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Asian Markets Mixed Amid Cautious Trades

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Asian stock markets are mixed on Thursday despite the positive cues overnight from Wall Street, with investors reading cautiously as they hoped for progress in the U.S.-China trade talks currently underway in Beijing. Investors also looked ahead to China's trade data for the month of January due later in the day.

The South China Morning post reported that Chinese President Xi Jinping will meet with U.S. Treasury Secretary Steven Mnuchin and U.S. Trade Representative Robert Lighthizer on Friday, adding to optimism about the trade talks.

The Australian market is rising following the positive cues from Wall Street and as investors digested a raft of earnings results from major local companies.

The benchmark S&P/ASX 200 Index is adding 14.80 points or 0.24 percent to 6,078.40, after rising to a high of 6,093.60 earlier. The broader All Ordinaries Index is up 16.00 points or 0.26 percent to 6,156.20. Australian stocks gave up early gains to close lower on Wednesday.

Among the major miners, BHP Group and Rio Tinto are adding more than 1 percent each, while Fortescue Metals is higher by almost 1 percent.

South32 recorded an 18 percent increase in first-half underlying profit and raised the production outlook for the full year for its Illawarra Metallurgical coal project. The mining company's shares are gaining more than 4 percent.

In the oil sector, Santos is higher by more than 1 percent and Oil Search is advancing almost 1 percent after crude oil prices extended gains overnight.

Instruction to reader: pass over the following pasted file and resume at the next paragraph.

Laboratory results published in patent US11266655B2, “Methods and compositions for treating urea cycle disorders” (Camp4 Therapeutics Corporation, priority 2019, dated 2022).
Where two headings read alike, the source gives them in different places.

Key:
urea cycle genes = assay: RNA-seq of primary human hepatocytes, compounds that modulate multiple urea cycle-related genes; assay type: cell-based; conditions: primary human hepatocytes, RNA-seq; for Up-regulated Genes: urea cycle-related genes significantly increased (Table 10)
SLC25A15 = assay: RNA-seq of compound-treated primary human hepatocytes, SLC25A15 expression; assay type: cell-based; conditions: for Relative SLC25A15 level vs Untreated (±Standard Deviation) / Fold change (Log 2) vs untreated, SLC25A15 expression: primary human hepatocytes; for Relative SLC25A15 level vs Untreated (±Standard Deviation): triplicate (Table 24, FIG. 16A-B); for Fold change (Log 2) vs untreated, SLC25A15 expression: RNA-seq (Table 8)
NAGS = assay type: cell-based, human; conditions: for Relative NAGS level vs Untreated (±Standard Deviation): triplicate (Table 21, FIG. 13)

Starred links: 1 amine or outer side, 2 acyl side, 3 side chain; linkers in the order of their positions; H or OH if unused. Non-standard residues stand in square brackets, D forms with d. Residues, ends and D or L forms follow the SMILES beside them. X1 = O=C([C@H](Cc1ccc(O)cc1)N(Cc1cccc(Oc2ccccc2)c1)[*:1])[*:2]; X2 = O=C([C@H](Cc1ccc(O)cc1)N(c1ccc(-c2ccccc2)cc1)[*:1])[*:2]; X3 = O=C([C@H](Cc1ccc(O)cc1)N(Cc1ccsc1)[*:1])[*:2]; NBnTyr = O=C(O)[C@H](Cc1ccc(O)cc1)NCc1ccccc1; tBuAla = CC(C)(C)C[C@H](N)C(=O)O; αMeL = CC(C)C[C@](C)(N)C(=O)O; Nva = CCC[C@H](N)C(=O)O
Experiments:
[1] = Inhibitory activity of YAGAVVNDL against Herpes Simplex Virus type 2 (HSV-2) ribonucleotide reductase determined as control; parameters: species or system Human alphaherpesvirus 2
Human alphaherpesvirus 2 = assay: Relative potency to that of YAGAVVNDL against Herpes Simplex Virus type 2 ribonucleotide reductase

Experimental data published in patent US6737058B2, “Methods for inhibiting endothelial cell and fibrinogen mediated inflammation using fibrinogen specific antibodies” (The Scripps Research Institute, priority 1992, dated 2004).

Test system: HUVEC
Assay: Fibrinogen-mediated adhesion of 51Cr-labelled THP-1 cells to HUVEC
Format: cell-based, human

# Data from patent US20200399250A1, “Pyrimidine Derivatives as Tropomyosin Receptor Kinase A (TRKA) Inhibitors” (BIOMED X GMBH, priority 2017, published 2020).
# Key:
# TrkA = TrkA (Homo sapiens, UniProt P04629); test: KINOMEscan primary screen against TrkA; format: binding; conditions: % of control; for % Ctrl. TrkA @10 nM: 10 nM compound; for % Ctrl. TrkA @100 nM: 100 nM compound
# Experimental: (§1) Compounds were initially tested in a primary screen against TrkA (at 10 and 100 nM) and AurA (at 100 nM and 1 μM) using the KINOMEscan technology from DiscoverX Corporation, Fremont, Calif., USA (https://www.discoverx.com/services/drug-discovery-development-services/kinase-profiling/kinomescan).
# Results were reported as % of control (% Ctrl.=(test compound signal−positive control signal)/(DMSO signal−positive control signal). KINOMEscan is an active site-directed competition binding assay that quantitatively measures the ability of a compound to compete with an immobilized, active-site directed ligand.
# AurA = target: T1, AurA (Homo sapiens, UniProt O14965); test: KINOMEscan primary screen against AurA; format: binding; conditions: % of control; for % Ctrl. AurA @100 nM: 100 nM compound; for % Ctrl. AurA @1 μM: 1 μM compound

Woodside Petroleum's shares are rising more than 2 percent after the oil and gas producer reported an increase in full-year profit, though it missed analysts' expectations, and raised its final dividend.

The big four banks are mixed. ANZ Banking is adding 0.2 percent and National Australia Bank is rising 0.3 percent, while Westpac is down 0.2 percent and Commonwealth Bank is declining 0.6 percent.

Shares of AMP are losing more than 4 percent after the wealth manager reported a 97 percent fall in full-year profit.

Suncorp's shares are declining almost 4 percent after the insurance provider said its profit for the first half fell 45 percent from last year and it expects to spend an additional A$50 million to address regulatory issues raised by the royal commission.

Gold miners are weak even as gold prices edged higher overnight. Evolution Mining is declining more than 2 percent and Newcrest Mining is losing almost 2 percent.

Newcrest Mining reported a profit for the first half that more than doubled on record gold and copper output at its Cadia operations.

Telstra reported a 28 percent decline in first-half profit and cut its interim dividend. The telecom giant's shares are losing almost 1 percent.

Treasury Wine Estate's shares are rising more than 3 percent after the winemaker reported a 15 percent in first-half profit.

In the currency market, the Australian dollar is lower against the U.S. dollar on Thursday. The local currency was quoted at $0.7087, down from $0.7130 on Wednesday.